WASHINGTON — The head of the nation’s largest business group on Wednesday said the U.S. has a “once in a generation chance” to reshape a slow-growing American economy, but he also cautioned that a golden opportunity could be lost if stiffer trade barriers get in the way.
Thomas Donohue, president of the U.S. Chamber of Commerce, outlined a series of initiatives that he said would bolster the economy, such as tax cuts, regulatory relief, and more spending on public works.
President-elect Donald Trump and a Republican-led Congress said they plan to accomplish those goals early in the new administration — and that’s music to the ears of America’s corporate chieftans.
“Business is optimistic because we see a once-in-a-generation opportunity to enact major reforms that could transform the American economy from a low-growth to a high-growth economy,” Donohue said in a largely buoyant address.
The economy has grown just 2.1% a year since exiting the Great Recession in mid-2009, well below the post World War Two average of 3.1%. The U.S. has failed to reach 3% growth for 11 straight years, the longest stretch ever.
Donohue acknowledged the U.S. economy is in good shape after eight years of recovery, with steady growth, low inflation, higher stock prices and rising confidence among businesses and consumers.
Yet in a veiled shot at outgoing President Barack Obama, Donohue argued that the slowest recovery on record is the result of decisions by the administration to “put other priorities ahead of growth.”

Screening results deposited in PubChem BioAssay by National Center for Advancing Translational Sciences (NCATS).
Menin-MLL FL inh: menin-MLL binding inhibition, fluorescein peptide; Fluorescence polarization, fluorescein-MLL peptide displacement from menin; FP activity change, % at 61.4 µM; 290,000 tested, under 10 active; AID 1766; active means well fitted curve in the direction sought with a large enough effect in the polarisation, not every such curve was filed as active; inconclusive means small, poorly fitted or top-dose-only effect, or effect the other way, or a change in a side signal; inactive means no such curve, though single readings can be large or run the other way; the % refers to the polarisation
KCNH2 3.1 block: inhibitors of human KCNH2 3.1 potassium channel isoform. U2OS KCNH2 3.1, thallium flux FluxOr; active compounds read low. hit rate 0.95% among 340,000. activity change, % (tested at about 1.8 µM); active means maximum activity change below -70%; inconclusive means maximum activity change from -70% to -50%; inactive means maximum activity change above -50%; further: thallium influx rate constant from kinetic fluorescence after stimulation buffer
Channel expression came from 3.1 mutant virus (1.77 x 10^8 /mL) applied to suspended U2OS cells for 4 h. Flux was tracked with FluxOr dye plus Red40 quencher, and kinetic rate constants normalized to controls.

He took particular aim at two laws, Dodd-Frank and the Affordable Care Act, commonly known as Obamacare, that he asserted acted as chokeholds.
“The regulatory overkill we have seen over the last eight years, no one has been hurt more by this overkill than America’s small businesses,” he said.
Still, Donohue warned that progress won’t happen overnight. “Good intentions are fine, but policymakers still must deliver the goods. That could take some time.”
In 2017, Donohue predicted the economy will grow 2% to 2.5%, somewhat faster compared to last year.
“We shouldn’t breathe a sigh of relief,” Donohue said in his annual State of American Business address. “That level of growth is nothing to celebrate.”
Although “growth won’t solve all our problems,” Donohue said, he called on both parties to focus on the economy as the best way to boost hiring, raise incomes, improve schools, rebuild the military and help inner cities, among other things.
“We believe many Democrats will want to be constructively involved as well,” said Donohue, noting that 25 Democratic senators are up for reelection in 2018, many in states that Trump won handily.
Donohue, a longtime Washington fixture, said the government could help drive growth this year by aiding the development of the country’s energy industry and investing more in roads, bridges, airports and other public works.
Yet the Chamber of Commerce chief cautioned the incoming administration that erecting barriers to global trade would slow growth in 2017.
He said the U.S. would lose out to rivals if it doesn’t find other ways to achieve the same economic goals of the moribund Trans-Pacific Partnership. And he pointed to the importance of the 23-year-old North American Free Trade Agreement despite flaws.
“Remember that our trade with Canada and Mexico supports 14 million American jobs,” he said. “And much of that trade depends on NAFTA.”
Many foreign observers are especially keen to find out what Trump has in store after a campaign in which he harshly criticized both free-trade deals as costly millions of American jobs and damaging the U.S. economy.
“Norway and the U.S. are important trading partners, so it’s important for us to know and learn about the prospects” for 2017, said Norwegian trade counselor Paul Somdalen, who attended the speech.